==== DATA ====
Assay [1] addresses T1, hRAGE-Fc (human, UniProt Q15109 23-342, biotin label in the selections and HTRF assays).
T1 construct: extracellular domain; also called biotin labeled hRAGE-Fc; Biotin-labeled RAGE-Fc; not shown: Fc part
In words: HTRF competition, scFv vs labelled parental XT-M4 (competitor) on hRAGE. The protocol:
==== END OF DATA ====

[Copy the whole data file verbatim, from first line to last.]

Assay [1] addresses T1, hRAGE-Fc (human, UniProt Q15109 23-342, biotin label in the selections and HTRF assays).
T1 construct: extracellular domain; also called biotin labeled hRAGE-Fc; Biotin-labeled RAGE-Fc; not shown: Fc part
In words: HTRF competition, scFv vs labelled parental XT-M4 (competitor) on hRAGE. The protocol: